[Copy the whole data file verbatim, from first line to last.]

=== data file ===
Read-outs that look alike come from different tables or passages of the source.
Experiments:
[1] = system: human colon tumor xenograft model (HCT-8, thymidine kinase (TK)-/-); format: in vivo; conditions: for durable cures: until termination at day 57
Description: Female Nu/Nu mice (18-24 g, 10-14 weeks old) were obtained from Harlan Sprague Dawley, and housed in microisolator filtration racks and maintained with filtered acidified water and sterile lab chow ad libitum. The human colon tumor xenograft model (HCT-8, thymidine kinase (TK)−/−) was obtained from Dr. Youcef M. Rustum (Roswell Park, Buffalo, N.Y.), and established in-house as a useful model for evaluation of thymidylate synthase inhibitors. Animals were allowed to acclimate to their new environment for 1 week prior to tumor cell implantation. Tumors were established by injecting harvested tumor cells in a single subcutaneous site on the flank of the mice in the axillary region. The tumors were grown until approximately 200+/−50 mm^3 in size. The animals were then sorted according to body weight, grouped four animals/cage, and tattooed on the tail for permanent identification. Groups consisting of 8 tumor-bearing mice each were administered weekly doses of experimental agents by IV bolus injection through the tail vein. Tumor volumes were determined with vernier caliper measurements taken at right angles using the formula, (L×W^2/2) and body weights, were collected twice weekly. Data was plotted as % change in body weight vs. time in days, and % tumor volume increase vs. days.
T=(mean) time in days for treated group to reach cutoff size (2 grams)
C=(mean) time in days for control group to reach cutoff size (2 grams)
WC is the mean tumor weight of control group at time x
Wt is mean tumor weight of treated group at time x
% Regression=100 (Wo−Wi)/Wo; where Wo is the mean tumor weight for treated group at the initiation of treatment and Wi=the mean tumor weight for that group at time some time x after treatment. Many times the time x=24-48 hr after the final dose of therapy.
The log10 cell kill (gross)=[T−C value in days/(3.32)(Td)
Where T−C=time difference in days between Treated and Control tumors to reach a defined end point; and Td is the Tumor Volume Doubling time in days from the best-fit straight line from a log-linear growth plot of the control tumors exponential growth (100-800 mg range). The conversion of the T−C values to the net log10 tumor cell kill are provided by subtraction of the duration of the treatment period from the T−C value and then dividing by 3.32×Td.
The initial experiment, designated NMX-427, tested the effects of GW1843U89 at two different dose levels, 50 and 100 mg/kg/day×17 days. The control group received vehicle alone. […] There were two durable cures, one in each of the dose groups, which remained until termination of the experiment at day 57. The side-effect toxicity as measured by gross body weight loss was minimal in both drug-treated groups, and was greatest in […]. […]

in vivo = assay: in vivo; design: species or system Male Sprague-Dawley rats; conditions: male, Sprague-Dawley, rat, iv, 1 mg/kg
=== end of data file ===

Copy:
Read-outs that look alike come from different tables or passages of the source.
Experiments:
[1] = system: human colon tumor xenograft model (HCT-8, thymidine kinase (TK)-/-); format: in vivo; conditions: for durable cures: until termination at day 57
Description: Female Nu/Nu mice (18-24 g, 10-14 weeks old) were obtained from Harlan Sprague Dawley, and housed in microisolator filtration racks and maintained with filtered acidified water and sterile lab chow ad libitum. The human colon tumor xenograft model (HCT-8, thymidine kinase (TK)−/−) was obtained from Dr. Youcef M. Rustum (Roswell Park, Buffalo, N.Y.), and established in-house as a useful model for evaluation of thymidylate synthase inhibitors. Animals were allowed to acclimate to their new environment for 1 week prior to tumor cell implantation. Tumors were established by injecting harvested tumor cells in a single subcutaneous site on the flank of the mice in the axillary region. The tumors were grown until approximately 200+/−50 mm^3 in size. The animals were then sorted according to body weight, grouped four animals/cage, and tattooed on the tail for permanent identification. Groups consisting of 8 tumor-bearing mice each were administered weekly doses of experimental agents by IV bolus injection through the tail vein. Tumor volumes were determined with vernier caliper measurements taken at right angles using the formula, (L×W^2/2) and body weights, were collected twice weekly. Data was plotted as % change in body weight vs. time in days, and % tumor volume increase vs. days.
T=(mean) time in days for treated group to reach cutoff size (2 grams)
C=(mean) time in days for control group to reach cutoff size (2 grams)
WC is the mean tumor weight of control group at time x
Wt is mean tumor weight of treated group at time x
% Regression=100 (Wo−Wi)/Wo; where Wo is the mean tumor weight for treated group at the initiation of treatment and Wi=the mean tumor weight for that group at time some time x after treatment. Many times the time x=24-48 hr after the final dose of therapy.
The log10 cell kill (gross)=[T−C value in days/(3.32)(Td)
Where T−C=time difference in days between Treated and Control tumors to reach a defined end point; and Td is the Tumor Volume Doubling time in days from the best-fit straight line from a log-linear growth plot of the control tumors exponential growth (100-800 mg range). The conversion of the T−C values to the net log10 tumor cell kill are provided by subtraction of the duration of the treatment period from the T−C value and then dividing by 3.32×Td.
The initial experiment, designated NMX-427, tested the effects of GW1843U89 at two different dose levels, 50 and 100 mg/kg/day×17 days. The control group received vehicle alone. […] There were two durable cures, one in each of the dose groups, which remained until termination of the experiment at day 57. The side-effect toxicity as measured by gross body weight loss was minimal in both drug-treated groups, and was greatest in […]. […]

in vivo = assay: in vivo; design: species or system Male Sprague-Dawley rats; conditions: male, Sprague-Dawley, rat, iv, 1 mg/kg